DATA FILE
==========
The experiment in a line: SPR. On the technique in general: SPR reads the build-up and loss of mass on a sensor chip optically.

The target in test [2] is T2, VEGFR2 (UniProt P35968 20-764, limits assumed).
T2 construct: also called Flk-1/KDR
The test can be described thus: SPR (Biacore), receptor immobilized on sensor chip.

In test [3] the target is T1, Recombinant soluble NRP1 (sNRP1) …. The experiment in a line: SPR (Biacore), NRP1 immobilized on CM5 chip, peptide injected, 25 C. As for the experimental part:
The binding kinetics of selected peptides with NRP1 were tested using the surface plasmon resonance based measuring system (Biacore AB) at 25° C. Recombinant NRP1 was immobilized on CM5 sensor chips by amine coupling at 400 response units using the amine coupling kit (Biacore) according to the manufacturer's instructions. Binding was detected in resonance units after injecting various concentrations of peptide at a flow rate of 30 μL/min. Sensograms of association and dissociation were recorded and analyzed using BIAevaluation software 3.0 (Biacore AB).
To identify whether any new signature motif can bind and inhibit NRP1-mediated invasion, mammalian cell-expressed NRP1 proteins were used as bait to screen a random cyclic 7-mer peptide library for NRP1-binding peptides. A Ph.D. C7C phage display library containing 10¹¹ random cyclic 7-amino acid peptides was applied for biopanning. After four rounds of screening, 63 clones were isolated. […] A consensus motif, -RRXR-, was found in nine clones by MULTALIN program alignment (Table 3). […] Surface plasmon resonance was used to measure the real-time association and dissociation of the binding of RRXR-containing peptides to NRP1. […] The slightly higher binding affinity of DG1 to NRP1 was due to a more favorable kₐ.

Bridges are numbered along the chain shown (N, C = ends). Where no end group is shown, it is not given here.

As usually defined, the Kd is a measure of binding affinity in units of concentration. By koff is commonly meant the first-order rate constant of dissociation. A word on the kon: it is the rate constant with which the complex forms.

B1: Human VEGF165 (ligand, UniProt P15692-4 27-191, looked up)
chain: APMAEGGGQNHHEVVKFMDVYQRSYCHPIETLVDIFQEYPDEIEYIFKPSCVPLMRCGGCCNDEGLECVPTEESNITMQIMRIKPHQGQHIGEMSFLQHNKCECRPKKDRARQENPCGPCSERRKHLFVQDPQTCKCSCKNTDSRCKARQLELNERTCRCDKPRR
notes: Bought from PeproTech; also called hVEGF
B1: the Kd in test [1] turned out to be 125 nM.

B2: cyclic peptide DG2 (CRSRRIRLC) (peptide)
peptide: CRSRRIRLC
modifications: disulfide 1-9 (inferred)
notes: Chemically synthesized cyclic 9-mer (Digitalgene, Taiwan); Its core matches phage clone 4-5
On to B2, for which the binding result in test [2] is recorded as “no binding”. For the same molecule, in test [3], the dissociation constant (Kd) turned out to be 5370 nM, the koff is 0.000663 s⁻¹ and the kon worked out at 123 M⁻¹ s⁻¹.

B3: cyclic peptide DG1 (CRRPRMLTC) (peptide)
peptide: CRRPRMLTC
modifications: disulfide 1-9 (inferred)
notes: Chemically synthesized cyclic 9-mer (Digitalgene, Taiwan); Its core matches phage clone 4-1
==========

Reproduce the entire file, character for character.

The experiment in a line: SPR. On the technique in general: SPR reads the build-up and loss of mass on a sensor chip optically.

The target in test [2] is T2, VEGFR2 (UniProt P35968 20-764, limits assumed).
T2 construct: also called Flk-1/KDR
The test can be described thus: SPR (Biacore), receptor immobilized on sensor chip.

In test [3] the target is T1, Recombinant soluble NRP1 (sNRP1) …. The experiment in a line: SPR (Biacore), NRP1 immobilized on CM5 chip, peptide injected, 25 C. As for the experimental part:
The binding kinetics of selected peptides with NRP1 were tested using the surface plasmon resonance based measuring system (Biacore AB) at 25° C. Recombinant NRP1 was immobilized on CM5 sensor chips by amine coupling at 400 response units using the amine coupling kit (Biacore) according to the manufacturer's instructions. Binding was detected in resonance units after injecting various concentrations of peptide at a flow rate of 30 μL/min. Sensograms of association and dissociation were recorded and analyzed using BIAevaluation software 3.0 (Biacore AB).
To identify whether any new signature motif can bind and inhibit NRP1-mediated invasion, mammalian cell-expressed NRP1 proteins were used as bait to screen a random cyclic 7-mer peptide library for NRP1-binding peptides. A Ph.D. C7C phage display library containing 10¹¹ random cyclic 7-amino acid peptides was applied for biopanning. After four rounds of screening, 63 clones were isolated. […] A consensus motif, -RRXR-, was found in nine clones by MULTALIN program alignment (Table 3). […] Surface plasmon resonance was used to measure the real-time association and dissociation of the binding of RRXR-containing peptides to NRP1. […] The slightly higher binding affinity of DG1 to NRP1 was due to a more favorable kₐ.

Bridges are numbered along the chain shown (N, C = ends). Where no end group is shown, it is not given here.

As usually defined, the Kd is a measure of binding affinity in units of concentration. By koff is commonly meant the first-order rate constant of dissociation. A word on the kon: it is the rate constant with which the complex forms.

B1: Human VEGF165 (ligand, UniProt P15692-4 27-191, looked up)
chain: APMAEGGGQNHHEVVKFMDVYQRSYCHPIETLVDIFQEYPDEIEYIFKPSCVPLMRCGGCCNDEGLECVPTEESNITMQIMRIKPHQGQHIGEMSFLQHNKCECRPKKDRARQENPCGPCSERRKHLFVQDPQTCKCSCKNTDSRCKARQLELNERTCRCDKPRR
notes: Bought from PeproTech; also called hVEGF
B1: the Kd in test [1] turned out to be 125 nM.

B2: cyclic peptide DG2 (CRSRRIRLC) (peptide)
peptide: CRSRRIRLC
modifications: disulfide 1-9 (inferred)
notes: Chemically synthesized cyclic 9-mer (Digitalgene, Taiwan); Its core matches phage clone 4-5
On to B2, for which the binding result in test [2] is recorded as “no binding”. For the same molecule, in test [3], the dissociation constant (Kd) turned out to be 5370 nM, the koff is 0.000663 s⁻¹ and the kon worked out at 123 M⁻¹ s⁻¹.

B3: cyclic peptide DG1 (CRRPRMLTC) (peptide)
peptide: CRRPRMLTC
modifications: disulfide 1-9 (inferred)
notes: Chemically synthesized cyclic 9-mer (Digitalgene, Taiwan); Its core matches phage clone 4-1